So now the money has landed in my account I can start in earnest.
It is worth noting that in the same week the money arrives, Birmingham goes into local lockdown measures, and 3/5 of the band, the recording studio and my producer are in Birmingham. I am just over the border, with one remaining band member a couple of miles away.
So my first task is to figure out how the plan can change in the short term (hopefully) to accommodate this. So my diary is filling, but with zoom meetings rather than real ones. We are creative people, I am sure we can figure it out. But the annoying thing is online meetings are not real time. Collaborative music making just doesn’t work. So it will consist of talk, and the transferring of files, but not true interaction.
However… I am careful not to be downhearted. I am grateful. I still have access to these wonderful people. And the real difference is in my own head. Previously I have held my sound ideas in a bubble… unable to do anything with them until after the fact of making, while saving up. So what happens is a bolting-on of sound after. What I am already feeling is that shift of thinking. The fact that I can record things, manipulate them, send them to Michael* for him to work with, and discuss with him the possibilities, and feed them back into the work I’m drawing/making almost immediately is fantastic.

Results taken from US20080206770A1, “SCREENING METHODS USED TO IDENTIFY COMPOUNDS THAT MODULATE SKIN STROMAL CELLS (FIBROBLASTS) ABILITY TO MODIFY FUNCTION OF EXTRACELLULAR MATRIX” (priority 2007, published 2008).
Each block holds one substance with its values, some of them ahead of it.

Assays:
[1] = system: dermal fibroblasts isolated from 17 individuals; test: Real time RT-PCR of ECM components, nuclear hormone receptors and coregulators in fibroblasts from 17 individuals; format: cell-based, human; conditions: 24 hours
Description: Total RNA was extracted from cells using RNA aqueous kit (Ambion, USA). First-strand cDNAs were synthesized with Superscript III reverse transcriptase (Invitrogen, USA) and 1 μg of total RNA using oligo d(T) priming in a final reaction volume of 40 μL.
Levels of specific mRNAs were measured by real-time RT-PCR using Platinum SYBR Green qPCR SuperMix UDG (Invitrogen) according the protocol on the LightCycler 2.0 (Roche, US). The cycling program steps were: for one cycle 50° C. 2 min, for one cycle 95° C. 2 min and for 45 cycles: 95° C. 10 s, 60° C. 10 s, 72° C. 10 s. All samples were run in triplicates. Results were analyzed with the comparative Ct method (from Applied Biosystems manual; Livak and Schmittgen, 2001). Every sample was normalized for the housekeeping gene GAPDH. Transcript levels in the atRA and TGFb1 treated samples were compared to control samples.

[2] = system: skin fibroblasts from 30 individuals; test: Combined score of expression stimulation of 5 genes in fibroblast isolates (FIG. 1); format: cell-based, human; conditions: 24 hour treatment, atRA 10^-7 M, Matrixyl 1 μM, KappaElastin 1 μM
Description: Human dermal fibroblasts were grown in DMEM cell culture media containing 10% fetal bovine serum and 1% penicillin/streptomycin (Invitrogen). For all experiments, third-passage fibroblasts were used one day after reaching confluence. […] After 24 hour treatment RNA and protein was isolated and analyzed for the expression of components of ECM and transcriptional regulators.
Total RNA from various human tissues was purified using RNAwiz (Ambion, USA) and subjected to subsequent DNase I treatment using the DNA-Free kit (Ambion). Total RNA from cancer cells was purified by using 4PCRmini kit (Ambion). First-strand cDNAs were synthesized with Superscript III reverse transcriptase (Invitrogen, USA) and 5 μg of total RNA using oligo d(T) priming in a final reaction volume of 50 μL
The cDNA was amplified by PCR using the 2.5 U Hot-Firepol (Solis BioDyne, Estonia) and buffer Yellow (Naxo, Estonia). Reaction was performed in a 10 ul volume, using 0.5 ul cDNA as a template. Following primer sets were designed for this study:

My photographer Laura** is also in Birmingham. Originally we planned to do a starting point studio visit to document things that would get picked up and followed. Maybe we can do this while the weather is nice, in the local park, or my garden… but not just yet… I shall take not such great photos, and we can record a sort of Q&A together, and also with my fellow artist and project co-curator Sarah Goudie… but I think a little creative and clear thinking will be required to make this read coherently at the end.
It is interesting that any documentation of projects all over the place at the moment, are also documents of pandemic response, not just the work. I think we have to not just come to terms with this, but embrace what the restrictions make us do instead, that perhaps we would never have thought of. And to make us appreciate the luxury of sitting in a small room with another person, a microphone and a musical instrument.